Welcome to In The Club, a newsletter of resources to keep your book group well-met, well-read, and well-fed.
I’ve ventured outside a couple times so far this year to see a friend, but I’ve mostly been self-sequestering since the new year as I try to become reorganized (which includes more built-in reading time, of course). During this time, I’ve also adopted some TV habits that are somewhat unusual for me. For one, I’ve started watching more movies. I normally prefer shows’ 30 minute to one hour lengths, but now appreciate the two hour finality of a movie. On my short list, I have Everything Everywhere All At Once, Avatar 2, and Inu-Oh.
Movies aren’t the only way my viewing has changed — I’ve also started watching more post-apocalyptic things. I started watching The Walking Dead after hearing about it for a bajillion years, as well as The Last of Us, a new HBO series starring Pedro Pascal that’s based off a story-driven video game. First of all, after The Mandalorian and Game of Thrones, I’ll watch anything with Pedro, but also, The Last of Us is really good. Like, I’m hooked after the first episode. I’m not sure why I’ve been gravitating to these type of things lately — I guess after having acclimated to this new pandemic world, I’m no longer averse to plagues in books? One thing I’ve found is that I appreciate how relationship-based they are, and they’re an interesting way to think about how the world would look if those catastrophic things were to really happen.
So today, I’ve got some books that ask some interesting questions about the dissolution of society as we know it.
Now for the club!
Nibbles and Sips
Pistachio Cake by Marcia on Allrecipes
I don’t know what took me so long to include pistachio cake, but here we are. Both of my parents love pistachios, so I guess it’s in my DNA — it’s just a flavor/ingredient I love in any and all my sweet things. This recipe is for a bundt cake that I think will go well with any variety of book club coffees and teas. Enjoy!
Now for some books!
Severance by Ling Ma
When the apocalypse hits in 2011, Candace is a millennial living in Manhattan and working as a production assistant for a company that makes specialty Bibles. The zombies in Severance, made by what’s called “Shen Fever,” aren’t the usual kind, though. Instead of mindlessly chasing humans, they’re mindlessly completing simple tasks that were part of their daily lives pre-infection until their bodies give out — retail workers keep folding clothing, for instance. The world halts, Candace flees and eventually finds a group of survivors who are looking to start a new civilization elsewhere, but she’s got a secret she has to keep from the leader of the group.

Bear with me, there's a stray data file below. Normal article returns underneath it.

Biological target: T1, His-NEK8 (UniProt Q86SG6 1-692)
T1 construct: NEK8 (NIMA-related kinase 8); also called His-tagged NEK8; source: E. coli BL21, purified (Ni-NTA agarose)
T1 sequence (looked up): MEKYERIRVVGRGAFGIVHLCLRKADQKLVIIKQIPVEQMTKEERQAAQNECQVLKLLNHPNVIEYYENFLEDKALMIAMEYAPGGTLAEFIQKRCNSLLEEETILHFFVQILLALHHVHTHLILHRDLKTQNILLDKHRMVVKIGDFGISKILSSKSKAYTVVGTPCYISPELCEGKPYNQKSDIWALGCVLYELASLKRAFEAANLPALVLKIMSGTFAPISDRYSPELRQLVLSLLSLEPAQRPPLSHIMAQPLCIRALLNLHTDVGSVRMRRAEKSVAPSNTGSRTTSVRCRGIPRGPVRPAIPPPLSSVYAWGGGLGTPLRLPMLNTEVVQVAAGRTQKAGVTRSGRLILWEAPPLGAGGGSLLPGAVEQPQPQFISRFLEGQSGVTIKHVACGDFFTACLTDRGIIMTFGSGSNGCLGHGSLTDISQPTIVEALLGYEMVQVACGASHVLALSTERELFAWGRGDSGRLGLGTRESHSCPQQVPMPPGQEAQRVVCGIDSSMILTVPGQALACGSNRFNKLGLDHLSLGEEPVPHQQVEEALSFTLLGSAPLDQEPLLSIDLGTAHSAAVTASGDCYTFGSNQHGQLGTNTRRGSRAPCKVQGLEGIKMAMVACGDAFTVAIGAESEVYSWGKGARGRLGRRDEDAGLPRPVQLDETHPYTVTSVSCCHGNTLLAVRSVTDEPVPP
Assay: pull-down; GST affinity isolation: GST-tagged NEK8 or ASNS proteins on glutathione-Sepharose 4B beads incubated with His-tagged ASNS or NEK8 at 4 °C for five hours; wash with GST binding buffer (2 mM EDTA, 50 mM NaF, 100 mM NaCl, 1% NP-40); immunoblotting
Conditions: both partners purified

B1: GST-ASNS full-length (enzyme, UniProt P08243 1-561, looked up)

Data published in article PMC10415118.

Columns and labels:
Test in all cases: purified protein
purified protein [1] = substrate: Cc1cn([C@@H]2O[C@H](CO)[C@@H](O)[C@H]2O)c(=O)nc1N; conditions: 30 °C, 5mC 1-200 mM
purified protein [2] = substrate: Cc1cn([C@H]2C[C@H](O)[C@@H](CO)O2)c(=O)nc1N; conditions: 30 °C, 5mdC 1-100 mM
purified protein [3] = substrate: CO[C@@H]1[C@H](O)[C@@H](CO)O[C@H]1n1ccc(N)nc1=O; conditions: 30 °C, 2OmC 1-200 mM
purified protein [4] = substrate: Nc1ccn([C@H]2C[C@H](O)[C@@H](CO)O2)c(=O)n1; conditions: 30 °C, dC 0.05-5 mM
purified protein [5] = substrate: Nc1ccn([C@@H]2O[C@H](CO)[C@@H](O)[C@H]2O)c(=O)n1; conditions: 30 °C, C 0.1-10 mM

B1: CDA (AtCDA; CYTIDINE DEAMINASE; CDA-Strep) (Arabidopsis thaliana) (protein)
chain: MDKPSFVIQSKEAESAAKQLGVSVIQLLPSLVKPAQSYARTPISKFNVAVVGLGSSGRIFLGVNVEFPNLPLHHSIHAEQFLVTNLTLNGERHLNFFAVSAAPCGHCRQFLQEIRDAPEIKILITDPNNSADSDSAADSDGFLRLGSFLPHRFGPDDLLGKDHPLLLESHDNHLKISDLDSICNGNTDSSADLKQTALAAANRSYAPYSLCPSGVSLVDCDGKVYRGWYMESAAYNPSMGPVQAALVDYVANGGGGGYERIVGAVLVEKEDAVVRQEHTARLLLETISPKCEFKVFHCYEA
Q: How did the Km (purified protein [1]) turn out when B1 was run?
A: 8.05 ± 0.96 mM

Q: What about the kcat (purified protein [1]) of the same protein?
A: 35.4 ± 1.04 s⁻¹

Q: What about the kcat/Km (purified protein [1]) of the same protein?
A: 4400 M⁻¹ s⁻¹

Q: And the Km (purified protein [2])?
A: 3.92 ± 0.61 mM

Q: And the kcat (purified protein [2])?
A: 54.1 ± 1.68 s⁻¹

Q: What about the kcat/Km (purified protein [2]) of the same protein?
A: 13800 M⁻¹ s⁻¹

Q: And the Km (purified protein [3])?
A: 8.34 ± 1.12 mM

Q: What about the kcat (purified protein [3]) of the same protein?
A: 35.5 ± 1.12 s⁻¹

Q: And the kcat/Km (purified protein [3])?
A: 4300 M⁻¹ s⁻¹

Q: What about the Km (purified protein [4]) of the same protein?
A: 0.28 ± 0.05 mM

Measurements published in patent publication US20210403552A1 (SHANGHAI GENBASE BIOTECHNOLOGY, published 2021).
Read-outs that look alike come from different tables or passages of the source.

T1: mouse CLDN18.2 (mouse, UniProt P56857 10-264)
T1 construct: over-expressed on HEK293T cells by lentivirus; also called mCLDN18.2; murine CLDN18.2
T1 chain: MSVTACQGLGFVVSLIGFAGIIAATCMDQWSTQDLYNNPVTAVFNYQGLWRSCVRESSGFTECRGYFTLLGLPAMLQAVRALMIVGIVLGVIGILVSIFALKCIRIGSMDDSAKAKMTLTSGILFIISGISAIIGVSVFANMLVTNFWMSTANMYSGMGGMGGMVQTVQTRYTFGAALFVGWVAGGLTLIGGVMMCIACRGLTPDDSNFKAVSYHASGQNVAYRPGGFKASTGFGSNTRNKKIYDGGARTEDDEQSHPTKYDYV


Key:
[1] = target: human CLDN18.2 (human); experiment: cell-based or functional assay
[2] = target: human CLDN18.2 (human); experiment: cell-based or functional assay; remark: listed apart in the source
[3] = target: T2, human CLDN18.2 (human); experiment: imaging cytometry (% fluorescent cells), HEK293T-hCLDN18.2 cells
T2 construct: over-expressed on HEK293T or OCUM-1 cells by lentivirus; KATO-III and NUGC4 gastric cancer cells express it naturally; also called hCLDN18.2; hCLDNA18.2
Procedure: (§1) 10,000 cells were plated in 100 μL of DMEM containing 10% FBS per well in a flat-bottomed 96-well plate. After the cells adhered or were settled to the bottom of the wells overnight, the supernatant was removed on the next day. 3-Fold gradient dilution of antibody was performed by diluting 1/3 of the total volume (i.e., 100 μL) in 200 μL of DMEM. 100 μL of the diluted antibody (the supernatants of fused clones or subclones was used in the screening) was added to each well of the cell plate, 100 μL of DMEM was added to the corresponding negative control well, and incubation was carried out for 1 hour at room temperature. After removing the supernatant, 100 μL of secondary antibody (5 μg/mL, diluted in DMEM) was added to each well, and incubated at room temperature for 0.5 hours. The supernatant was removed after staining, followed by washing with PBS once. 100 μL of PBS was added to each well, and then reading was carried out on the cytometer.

The critique of late-stage capitalism, the new, quirky take on zombies, even the pink cover all make this feel super duper representative of millennials. Plus, I like the phrase “coming-of-adulthood” that’s part of the official book blurb.
City of Orange by David Yoon
A man wakes up in 2010 knowing that a tragedy has befallen the world, but can’t remember his own name. As he tries to survive the new landscape, he meets a young boy named Clay who looks well taken care of. Clay is mysterious and hesitant to answer the man’s questions, but through him, we learn of the main character’s past life, and even sometimes wonder if the world is really as over as the protagonist thinks it is.
Zone One by Colson Whitehead
This takes place over three days in a post-apocalyptic world that has been rocked by what is basically a zombie plague. We follow Mark, who is a member of a civilian team of workers in lower Manhattan who are trying to clear the area of “malfunctioning stragglers.” These stragglers aren’t the same infected that have been cleared out by the army, but a seemingly less dangerous type that are in a catatonic state, unable to adjust to the new forlorn world. Of course, things don’t go quite according to plan.
How High We Go in the Dark by Sequoia Nagamatsu
Once an ancient, arctic virus is accidentally unleashed by researchers, the entire world changes. Suddenly, ways of life all over the world must be altered and humans’ ability to adapt is tested. But adapt we do, and in that adaptation, our capacity for empathy and creativity are held on to steadfastly — people fall in love in the midst of tragedy; animals develop skills that help us connect more meaningfully to them; and loved ones go on cosmic quests.
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- Erin and Dani’s Book Club (focused on Indigenous lit) is discussing A Minor Chorus by Billy-Ray Belcourt on January 28 at 1 pm EST. More info on their Instagram
I hope this newsletter found you well, and as always, thanks for hanging out! If you have any comments or just want to connect, send an email to firstname.lastname@example.org or holla at me on Twitter @erica_eze_. You can also catch me talking more mess in the new In Reading Color newsletter as well as chattin’ with my new co-host Tirzah Price on the Hey YA podcast.
Until next week,